‘Tis the season for C-words—cranberries, cookies, candy cane … but I won’t be talking about these C-words.
This post contains THE C-word. Consider yourself warned. It’s not my intention to offend, but if you are someone who is sensitive to words, then you may choose not to read further. I’ve written about the importance of words before, so you know I’m passionate about the topic.
I started thinking about this post following a recent free promotion I did for my novella, Unlocking the Mystery. It’s the only story included in my erotic anthologies that contains no sex, but it does contain adult language. As with all my writing, I don’t insinuate “bad” words into a story for the sake of it. I make a choice to use specific words because they reflect a mood or a feeling. Certain words are just more powerful than others.
The story was inspired in part by letters Irish novelist James Joyce wrote to his wife Nora Barnacle. Titillating, romantic, poetic, and often rude as hell, Nora initiated the correspondence in November of 1909. At the time, Joyce was in Dublin and she was in Italy raising their children. Nora hoped that by feeding her husband’s fantasies in writing, she would keep him away from the courtesans.
I’ve received several reviews for Unlocking the Mystery. They are good reviews, so this post is not to discredit any of them. I’ve also entered into some interesting e-mail exchange with readers of the story. The reviews and the e-mails have something in common. They all mention a particular word I used: Cunt, and to a lesser extent cock.
“… using the crude words the author chose were unnecessary and jarring.”
“… change the descriptive word used in this story for the woman’s lady part, as it turns away many readers for some reason from what I ‘ve gathered.”
“I liked the story very much, but did you really need to use the C-word?”
“… That word is so demeaning to women. It shocked me that you used it.”
And so on …
I am not easily offended. Honest feedback is what authors want and need in order to become better at what we do. Reviews help us know when we are connecting with readers, and more importantly, when we are not.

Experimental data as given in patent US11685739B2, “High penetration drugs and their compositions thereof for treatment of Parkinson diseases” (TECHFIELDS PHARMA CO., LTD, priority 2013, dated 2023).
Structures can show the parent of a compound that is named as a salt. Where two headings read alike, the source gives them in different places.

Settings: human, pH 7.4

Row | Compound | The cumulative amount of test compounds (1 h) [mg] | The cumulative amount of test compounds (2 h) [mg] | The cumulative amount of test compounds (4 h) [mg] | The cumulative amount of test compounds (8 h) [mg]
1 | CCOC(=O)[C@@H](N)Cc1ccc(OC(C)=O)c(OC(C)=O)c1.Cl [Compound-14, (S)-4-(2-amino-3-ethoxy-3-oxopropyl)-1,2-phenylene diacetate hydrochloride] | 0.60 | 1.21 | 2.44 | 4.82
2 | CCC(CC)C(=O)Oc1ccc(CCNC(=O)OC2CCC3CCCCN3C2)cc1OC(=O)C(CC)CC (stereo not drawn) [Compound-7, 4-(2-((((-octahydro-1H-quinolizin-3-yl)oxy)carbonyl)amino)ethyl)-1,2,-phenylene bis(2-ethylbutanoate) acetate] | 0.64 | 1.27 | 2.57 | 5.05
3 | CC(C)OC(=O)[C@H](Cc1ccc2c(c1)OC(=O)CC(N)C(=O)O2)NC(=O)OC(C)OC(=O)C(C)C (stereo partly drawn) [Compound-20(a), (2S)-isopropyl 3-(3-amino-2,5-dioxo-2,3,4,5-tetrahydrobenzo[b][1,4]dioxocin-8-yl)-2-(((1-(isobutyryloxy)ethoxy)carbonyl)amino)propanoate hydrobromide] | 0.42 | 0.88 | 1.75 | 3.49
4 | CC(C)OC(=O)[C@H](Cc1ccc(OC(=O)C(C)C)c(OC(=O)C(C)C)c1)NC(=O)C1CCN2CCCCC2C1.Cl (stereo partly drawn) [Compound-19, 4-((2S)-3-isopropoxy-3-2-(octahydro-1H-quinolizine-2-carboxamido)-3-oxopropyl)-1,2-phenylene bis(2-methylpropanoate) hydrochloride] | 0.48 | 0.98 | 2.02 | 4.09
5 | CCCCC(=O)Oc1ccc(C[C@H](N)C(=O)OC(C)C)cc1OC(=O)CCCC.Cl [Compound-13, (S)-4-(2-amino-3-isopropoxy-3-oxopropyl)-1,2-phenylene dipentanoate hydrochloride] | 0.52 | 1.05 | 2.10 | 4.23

As such, I’m writing this post as a form of explanation. I respect the opinions of those I excerpted above. I’m sure they represent a segment of the population who feels the same way. The thing is, if I were to appease every reader who disliked my choice of words, I would not be writing my own stories, I’d be writing someone else’s. My own conviction is what dictates that certain words “fit” a story. That’s the reason I choose them and why I must stand by them.
Unlocking the Mystery is a romance between two grown-ups, separated by an ocean. They cannot use their senses to experience each other. They can only convey their desire by writing letters.
Letter writing—it’s a dying art, so why write one, post it, and wait two weeks or longer to receive a response? The anticipation must make the desire unbearable, and that’s the point. My story is about a generation that was a lot more patient than we are today.
Yes, Caroline and Shane were romantic, but it does not mean they could not be lewd, crude, and raw in their desire for one another.
My use of the word cunt is present in two passages in the story. In both instances, they were included in the letters Shane wrote to Caroline.
(1) … Your last letter had me excited for days. I read it over and over again, seeing you doing all the things you wrote of. It was wonderfully disjointed and made me feel the desperation of you fingering your cunt right before you wrote it. To play with yourself like that for hours in a deep sea of blankets, my god, but you are a vixen! …